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model trains forever | Model Train Express

Some had wheels that turned, but these needed to be pushed or pulled. A few of the early 19th-century drive toy trains were made of tinplate, such as the big, durable, stylized locomotive toys in the U.S., that were painted red and gold and decorated with hearts and flowers. model trains forever

Around 1875, technological advancements in materials and manufacturing allowed tin to be stamped, cut, wrapped, and lithographed faster than previously.
Toy trains were altered when Märklin, a German firm which specialized in doll house accessories, sought to create an equal toy for boys in which a constant revenue stream could be ensured by purchasing add-on accessories for decades after the first purchase. Along with boxed sets containing a train and monitor, Märklin offered extra track, rolling stock, and buildings offered separately, creating the predecessor to the modern model train layout featuring buildings and scenery in addition to a working train.

Electric trains followed, with the first appearing in 1897, made by the U.S. firm Carlisle & Finch. As residential use of power became more common in the early 20th century, electrical trains gained popularity and as time moved on, these electrical trains grew in sophistication, gaining lighting, the ability to change management, to emit a whistling noise, to smoke, to remotely couple and uncouple cars and even load and unload freight. Toy trains from the first half of the 20th century were frequently made of lithographed tin; afterwards trains were frequently made mostly of plastic.
Before the 1950s, there was little distinction between toy trains and model railroads–model railroads were toys by definition. Pull toys and wind-up trains were marketed towards children, while electrical trains were marketed towards teens, particularly teenaged boys.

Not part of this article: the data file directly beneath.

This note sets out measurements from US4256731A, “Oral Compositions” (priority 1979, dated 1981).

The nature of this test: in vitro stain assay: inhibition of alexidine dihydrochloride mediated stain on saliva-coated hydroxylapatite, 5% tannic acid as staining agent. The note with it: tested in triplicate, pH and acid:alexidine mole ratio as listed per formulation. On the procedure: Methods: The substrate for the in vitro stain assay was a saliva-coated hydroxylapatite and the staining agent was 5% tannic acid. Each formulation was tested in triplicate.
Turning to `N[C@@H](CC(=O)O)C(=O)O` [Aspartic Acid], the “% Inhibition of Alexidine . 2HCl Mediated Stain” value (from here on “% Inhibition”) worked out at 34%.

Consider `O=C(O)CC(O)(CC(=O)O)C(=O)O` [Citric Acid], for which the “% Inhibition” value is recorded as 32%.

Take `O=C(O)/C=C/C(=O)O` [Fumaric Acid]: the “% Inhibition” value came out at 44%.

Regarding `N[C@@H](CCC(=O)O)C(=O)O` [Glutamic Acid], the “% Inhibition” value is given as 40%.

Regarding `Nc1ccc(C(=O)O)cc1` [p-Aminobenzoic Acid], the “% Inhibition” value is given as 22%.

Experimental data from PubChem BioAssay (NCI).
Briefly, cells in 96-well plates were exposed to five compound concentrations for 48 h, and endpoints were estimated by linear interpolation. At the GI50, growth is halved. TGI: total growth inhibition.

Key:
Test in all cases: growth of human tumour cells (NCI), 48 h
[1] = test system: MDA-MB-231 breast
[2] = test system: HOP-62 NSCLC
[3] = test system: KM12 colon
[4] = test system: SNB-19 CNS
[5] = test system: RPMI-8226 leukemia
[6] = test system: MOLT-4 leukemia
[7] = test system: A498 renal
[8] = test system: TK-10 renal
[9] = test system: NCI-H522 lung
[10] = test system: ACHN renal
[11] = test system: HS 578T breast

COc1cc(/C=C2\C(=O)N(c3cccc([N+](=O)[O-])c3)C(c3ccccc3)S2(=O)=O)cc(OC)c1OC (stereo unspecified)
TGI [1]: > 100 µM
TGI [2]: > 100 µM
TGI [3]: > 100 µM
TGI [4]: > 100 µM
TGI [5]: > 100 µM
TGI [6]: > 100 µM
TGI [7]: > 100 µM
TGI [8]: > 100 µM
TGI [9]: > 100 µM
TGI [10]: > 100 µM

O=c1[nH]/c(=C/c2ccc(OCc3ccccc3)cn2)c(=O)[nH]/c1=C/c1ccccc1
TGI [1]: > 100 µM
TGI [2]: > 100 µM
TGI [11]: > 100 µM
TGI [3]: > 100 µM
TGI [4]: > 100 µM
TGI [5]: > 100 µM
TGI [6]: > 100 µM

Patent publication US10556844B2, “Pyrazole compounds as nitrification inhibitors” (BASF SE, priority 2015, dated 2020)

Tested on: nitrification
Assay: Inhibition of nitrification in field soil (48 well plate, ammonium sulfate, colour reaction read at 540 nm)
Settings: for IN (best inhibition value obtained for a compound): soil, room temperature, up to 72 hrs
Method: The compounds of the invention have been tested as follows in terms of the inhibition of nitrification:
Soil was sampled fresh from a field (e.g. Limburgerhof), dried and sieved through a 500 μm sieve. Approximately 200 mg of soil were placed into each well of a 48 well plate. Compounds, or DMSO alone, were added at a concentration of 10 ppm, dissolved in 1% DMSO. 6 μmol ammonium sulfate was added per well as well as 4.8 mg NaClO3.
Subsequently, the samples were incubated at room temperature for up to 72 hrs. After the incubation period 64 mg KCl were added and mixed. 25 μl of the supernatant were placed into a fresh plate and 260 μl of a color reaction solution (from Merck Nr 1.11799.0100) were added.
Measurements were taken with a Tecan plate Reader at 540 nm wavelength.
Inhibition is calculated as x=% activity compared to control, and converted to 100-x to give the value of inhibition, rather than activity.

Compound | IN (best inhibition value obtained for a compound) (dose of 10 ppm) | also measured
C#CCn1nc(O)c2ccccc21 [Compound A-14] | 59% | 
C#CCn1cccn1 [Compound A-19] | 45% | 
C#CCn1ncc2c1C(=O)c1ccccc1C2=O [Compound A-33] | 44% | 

Consumer interest in trains as toys waned in the late 1950s, but has undergone resurgence since the late 1990s due in large part to the popularity of Thomas the Tank Engine.

Today, S gauge and O gauge railroads are still considered toy trains even by their own adherents and are often accessorized with semi-scale model buildings by Plasticville or even K-Line (who owns the rights to the Plasticville-like buildings produced by Marx in the 1950s to the 1970s). However, as a result of their high cost, one is more likely to find an HO scale or N scale train set at a toy store than a O scale set.

Many modern electric toy trains contain sophisticated electronic equipment which exude digitized sound effects and allow the operator to securely and easily run several remote controller trains on one loop of course. In the last few decades, many toy train operators may operate a train with a TV camera in the front of the motor and hooked up to a display, such as pc monitor. This will show an image, similar to that of a real (smaller size) railroad.

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